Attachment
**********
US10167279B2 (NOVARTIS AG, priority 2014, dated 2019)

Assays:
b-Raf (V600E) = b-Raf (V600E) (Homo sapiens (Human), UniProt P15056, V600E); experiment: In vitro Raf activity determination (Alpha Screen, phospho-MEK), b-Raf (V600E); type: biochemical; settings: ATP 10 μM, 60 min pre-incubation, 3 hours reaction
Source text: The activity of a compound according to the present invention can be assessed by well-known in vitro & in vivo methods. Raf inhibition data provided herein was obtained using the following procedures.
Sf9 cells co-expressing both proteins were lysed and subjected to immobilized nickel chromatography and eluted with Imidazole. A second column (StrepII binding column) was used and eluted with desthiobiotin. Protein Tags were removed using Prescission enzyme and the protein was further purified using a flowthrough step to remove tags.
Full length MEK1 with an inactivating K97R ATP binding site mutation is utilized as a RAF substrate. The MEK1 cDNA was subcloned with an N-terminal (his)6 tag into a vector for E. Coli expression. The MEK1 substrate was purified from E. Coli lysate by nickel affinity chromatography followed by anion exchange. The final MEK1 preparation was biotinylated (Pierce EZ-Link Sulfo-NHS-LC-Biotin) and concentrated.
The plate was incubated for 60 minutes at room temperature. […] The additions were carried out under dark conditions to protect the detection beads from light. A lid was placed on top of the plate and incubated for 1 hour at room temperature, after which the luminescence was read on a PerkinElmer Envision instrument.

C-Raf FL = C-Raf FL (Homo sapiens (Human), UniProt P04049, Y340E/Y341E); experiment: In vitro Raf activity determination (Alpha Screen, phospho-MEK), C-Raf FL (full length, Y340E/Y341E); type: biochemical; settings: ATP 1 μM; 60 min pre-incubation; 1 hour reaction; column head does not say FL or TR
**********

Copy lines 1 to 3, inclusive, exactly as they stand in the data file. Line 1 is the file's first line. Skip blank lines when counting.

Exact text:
US10167279B2 (NOVARTIS AG, priority 2014, dated 2019)

Assays:
b-Raf (V600E) = b-Raf (V600E) (Homo sapiens (Human), UniProt P15056, V600E); experiment: In vitro Raf activity determination (Alpha Screen, phospho-MEK), b-Raf (V600E); type: biochemical; settings: ATP 10 μM, 60 min pre-incubation, 3 hours reaction